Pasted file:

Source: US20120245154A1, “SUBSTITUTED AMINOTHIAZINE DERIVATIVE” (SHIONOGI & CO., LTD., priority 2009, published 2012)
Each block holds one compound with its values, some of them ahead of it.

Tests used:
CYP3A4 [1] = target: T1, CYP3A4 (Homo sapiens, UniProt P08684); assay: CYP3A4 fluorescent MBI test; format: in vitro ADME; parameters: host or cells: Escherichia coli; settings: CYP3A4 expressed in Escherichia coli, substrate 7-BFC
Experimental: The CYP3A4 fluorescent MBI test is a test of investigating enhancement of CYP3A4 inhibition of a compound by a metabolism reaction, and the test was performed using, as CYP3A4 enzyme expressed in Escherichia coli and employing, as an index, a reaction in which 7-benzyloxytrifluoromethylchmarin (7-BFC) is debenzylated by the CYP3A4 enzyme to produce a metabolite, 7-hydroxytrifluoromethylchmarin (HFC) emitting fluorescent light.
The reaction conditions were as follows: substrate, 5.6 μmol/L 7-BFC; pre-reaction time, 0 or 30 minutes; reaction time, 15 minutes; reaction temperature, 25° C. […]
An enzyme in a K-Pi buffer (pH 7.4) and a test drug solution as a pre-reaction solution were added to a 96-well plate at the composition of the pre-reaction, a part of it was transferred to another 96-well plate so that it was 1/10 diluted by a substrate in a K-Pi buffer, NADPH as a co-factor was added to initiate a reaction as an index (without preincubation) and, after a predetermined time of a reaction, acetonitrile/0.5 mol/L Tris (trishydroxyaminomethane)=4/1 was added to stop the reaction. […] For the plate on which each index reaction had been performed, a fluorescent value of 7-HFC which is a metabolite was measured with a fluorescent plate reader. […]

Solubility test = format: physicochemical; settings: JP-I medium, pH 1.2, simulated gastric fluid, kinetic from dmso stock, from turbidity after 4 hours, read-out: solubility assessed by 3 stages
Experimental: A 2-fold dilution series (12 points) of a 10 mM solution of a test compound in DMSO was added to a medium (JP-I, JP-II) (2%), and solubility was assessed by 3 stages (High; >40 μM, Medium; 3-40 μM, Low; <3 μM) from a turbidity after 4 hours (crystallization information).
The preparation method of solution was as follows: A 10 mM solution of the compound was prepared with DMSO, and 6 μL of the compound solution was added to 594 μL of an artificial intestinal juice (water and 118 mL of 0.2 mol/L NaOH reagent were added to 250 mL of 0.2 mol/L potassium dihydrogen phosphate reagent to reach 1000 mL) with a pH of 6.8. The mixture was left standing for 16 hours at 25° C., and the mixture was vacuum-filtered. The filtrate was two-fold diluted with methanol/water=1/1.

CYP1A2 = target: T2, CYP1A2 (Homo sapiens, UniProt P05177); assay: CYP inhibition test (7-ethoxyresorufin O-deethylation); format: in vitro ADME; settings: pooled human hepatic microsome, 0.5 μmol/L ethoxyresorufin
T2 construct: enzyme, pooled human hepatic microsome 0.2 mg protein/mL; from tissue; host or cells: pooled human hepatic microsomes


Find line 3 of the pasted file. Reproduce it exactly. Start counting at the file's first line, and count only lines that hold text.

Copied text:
Tests used: